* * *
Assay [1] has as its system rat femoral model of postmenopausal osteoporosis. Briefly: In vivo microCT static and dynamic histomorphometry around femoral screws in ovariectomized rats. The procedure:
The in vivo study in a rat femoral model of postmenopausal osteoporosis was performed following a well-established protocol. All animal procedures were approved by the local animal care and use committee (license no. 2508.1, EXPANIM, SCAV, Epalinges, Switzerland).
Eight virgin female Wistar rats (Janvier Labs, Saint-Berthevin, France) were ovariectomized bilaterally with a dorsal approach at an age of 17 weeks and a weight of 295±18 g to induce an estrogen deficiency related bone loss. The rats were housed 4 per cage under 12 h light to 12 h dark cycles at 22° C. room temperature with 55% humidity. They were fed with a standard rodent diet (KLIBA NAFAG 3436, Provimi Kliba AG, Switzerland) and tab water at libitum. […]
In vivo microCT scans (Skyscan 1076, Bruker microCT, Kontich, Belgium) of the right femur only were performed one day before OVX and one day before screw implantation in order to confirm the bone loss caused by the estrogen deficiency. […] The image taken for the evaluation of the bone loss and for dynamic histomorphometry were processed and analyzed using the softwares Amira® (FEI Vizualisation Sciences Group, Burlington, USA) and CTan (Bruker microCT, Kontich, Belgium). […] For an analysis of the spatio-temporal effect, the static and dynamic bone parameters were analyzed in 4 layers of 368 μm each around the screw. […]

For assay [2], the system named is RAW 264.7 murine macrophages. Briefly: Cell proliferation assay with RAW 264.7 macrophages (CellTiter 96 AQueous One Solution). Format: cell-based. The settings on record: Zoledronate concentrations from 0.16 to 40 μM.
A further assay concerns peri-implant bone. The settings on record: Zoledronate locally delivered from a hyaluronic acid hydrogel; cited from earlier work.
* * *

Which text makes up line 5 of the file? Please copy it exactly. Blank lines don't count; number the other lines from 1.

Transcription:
For assay [2], the system named is RAW 264.7 murine macrophages. Briefly: Cell proliferation assay with RAW 264.7 macrophages (CellTiter 96 AQueous One Solution). Format: cell-based. The settings on record: Zoledronate concentrations from 0.16 to 40 μM.